Third, plaintiff’s claim should be dismissed for failure to state a valid claim to vacate the arbitration decision.  The arbitrator correctly determined that Professional Transit Management of Wilmington, Inc. (“PTM”) violated the controlling collective bargain agreement (“CBA”) in terminating the grievant, and to the extent there was ambiguity in the operative language of the CBA, the arbitrator’s interpretation cannot be disturbed by the Court.  Under the standard enunciated by the Supreme Court, plaintiff has also failed to show how the arbitrator’s decision to reinstate the grievant violates any clearly established public policy.  For all these reasons, the Court should award defendant its reasonable attorneys’ fees incurred in this litigation because plaintiff’s motion to vacate the arbitration award has no arguable basis in the law.

 

Categories: News of the Firm Tags: , , , , , , , ,

Burton Files Amicus Brief with Court of Appeals in Medical Malpractice Case

Burton Craige recently submitted an amicus brief with attorney Andrew J. Schwaba on behalf of the North Carolina Advocates for Justice in Jenkins v. Hearn Vascular Surgery P.A., addressing the question: “Is a child injured by prenatal medical malpractice barred from bringing a cause of action if the negligence occurred early in the pregnancy?”  A copy of the brief may be viewed here.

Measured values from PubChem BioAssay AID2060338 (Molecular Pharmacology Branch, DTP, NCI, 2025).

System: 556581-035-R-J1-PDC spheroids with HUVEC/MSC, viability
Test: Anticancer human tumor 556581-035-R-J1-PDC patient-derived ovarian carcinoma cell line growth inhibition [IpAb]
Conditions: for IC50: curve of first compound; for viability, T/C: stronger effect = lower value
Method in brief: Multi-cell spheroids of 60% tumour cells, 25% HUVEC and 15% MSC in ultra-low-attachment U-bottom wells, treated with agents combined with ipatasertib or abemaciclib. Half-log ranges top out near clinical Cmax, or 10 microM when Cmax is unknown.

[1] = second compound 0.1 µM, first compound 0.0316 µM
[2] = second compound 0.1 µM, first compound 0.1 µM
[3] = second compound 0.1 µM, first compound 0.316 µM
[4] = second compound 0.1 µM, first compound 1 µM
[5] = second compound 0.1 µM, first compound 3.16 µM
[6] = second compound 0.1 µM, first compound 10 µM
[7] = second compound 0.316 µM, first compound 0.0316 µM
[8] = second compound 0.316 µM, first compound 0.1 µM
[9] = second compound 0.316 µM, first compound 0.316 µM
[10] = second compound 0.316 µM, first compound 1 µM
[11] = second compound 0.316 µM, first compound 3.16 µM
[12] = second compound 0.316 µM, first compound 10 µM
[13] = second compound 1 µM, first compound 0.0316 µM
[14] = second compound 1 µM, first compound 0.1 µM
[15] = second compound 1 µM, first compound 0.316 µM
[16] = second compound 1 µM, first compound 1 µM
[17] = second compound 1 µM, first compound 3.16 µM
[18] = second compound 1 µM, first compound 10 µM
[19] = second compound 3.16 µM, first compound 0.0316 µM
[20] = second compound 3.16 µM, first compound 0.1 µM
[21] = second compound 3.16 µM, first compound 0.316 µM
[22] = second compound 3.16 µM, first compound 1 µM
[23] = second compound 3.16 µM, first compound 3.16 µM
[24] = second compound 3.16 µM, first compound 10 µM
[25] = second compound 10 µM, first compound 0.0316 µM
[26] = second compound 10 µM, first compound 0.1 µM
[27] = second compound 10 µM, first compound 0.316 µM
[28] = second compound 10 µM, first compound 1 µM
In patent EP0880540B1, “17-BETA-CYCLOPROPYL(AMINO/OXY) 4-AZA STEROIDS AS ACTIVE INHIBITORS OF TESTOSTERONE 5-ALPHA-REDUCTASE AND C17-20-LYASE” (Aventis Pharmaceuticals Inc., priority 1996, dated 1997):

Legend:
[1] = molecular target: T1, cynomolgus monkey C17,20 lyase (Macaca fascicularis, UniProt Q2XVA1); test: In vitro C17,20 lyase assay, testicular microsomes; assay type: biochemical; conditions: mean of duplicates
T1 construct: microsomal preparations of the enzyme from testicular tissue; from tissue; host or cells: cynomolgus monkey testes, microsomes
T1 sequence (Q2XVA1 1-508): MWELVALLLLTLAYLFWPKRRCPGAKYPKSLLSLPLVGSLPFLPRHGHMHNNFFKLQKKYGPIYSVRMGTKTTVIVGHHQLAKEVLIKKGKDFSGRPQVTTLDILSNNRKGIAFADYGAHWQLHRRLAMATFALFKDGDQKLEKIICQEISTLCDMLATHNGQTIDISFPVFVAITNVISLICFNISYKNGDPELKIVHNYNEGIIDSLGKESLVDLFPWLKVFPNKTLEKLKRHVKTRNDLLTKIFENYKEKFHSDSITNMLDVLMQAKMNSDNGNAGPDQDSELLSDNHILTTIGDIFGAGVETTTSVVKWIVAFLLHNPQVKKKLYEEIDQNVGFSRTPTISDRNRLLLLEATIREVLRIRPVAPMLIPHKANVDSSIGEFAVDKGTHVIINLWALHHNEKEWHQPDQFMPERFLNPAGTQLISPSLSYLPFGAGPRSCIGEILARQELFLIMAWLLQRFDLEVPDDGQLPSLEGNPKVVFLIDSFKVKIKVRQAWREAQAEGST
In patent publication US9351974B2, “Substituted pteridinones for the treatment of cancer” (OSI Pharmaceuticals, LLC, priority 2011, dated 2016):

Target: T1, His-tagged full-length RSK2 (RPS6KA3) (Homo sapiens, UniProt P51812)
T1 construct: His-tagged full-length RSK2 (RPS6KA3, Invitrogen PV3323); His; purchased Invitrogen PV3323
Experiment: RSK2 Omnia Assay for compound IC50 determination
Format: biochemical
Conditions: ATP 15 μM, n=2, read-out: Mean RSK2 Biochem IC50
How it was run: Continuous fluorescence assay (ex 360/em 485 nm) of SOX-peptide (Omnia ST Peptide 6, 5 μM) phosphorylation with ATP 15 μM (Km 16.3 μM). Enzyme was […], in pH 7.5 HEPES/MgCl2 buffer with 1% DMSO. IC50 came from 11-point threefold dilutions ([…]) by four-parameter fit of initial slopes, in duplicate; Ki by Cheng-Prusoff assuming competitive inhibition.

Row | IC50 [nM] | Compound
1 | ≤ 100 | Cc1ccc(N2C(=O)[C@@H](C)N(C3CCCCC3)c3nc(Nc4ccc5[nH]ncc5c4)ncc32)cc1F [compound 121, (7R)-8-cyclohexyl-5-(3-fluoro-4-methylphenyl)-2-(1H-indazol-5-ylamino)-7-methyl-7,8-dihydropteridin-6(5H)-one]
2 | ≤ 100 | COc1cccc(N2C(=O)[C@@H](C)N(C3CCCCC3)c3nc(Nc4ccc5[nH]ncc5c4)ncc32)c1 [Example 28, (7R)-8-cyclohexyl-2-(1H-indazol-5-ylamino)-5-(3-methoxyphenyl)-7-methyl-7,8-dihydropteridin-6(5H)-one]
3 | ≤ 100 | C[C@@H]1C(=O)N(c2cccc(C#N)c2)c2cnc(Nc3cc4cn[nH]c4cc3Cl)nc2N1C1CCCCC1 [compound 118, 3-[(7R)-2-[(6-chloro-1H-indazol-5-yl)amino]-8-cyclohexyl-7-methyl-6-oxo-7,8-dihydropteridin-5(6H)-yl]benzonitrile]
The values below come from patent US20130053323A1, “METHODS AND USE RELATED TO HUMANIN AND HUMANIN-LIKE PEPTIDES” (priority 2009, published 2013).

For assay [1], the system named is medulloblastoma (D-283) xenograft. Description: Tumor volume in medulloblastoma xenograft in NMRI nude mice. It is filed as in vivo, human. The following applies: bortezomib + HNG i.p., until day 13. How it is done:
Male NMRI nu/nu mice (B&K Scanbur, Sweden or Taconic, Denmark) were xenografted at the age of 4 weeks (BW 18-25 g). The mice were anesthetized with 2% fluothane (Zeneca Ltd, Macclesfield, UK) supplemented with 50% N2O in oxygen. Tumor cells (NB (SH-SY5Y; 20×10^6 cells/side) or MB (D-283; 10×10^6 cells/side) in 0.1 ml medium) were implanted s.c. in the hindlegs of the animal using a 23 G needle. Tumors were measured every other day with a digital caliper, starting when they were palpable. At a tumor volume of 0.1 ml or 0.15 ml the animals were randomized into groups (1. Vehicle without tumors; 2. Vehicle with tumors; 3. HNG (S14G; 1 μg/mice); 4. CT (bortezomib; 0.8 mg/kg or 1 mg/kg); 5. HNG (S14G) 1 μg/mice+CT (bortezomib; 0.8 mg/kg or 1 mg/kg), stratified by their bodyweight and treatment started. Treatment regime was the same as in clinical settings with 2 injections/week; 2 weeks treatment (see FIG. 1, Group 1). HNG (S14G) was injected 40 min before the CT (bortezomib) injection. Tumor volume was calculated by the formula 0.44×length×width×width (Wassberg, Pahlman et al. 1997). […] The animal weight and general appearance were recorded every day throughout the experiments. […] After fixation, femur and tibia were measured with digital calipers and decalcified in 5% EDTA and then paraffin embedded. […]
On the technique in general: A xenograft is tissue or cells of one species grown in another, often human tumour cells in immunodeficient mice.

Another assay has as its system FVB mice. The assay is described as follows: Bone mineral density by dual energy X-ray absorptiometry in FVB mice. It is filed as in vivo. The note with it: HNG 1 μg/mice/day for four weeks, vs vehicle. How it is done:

Summary of the Brief:  “Decades ago, North Carolina joined nearly every other state in recognizing that survivors of prenatal medical malpractice can bring negligence claims against the doctors responsible for their injuries and birth defects. … Our courts did not make recovery dependent on a fetus’s gestational age at the time of the negligence.

The question of whether North Carolina’s Wrongful Death Act, N.C.G.S. § 28A-18-2 creates a cause of action for the wrongful death of a nonviable fetus has no relation to claims of common law negligence.  When it is reasonably foreseeable that negligent care could injure a woman’s future child, doctors have the duty to avoid negligently placing the future child at risk of injury.  This duty does not depend on whether a fetus has reached the stage of viability.  Accepting a contrary rule would run counter to North Carolina law, break ranks with every other state, and deny a remedy to injured children who will suffer their entire lives because of avoidable medical negligence.”

Categories: News of the Firm Tags: , , , , , , , ,

Civil Rights Complaint Filed on Behalf of Greg Taylor

A civil rights complaint has been filed in federal court on behalf of Plaintiff Gregory Flynt Taylor against Peter Duane Deaver and other former employees of the North Carolina State Bureau of Investigation seeking damages for his wrongful incarceration.  The complaint may be viewed here.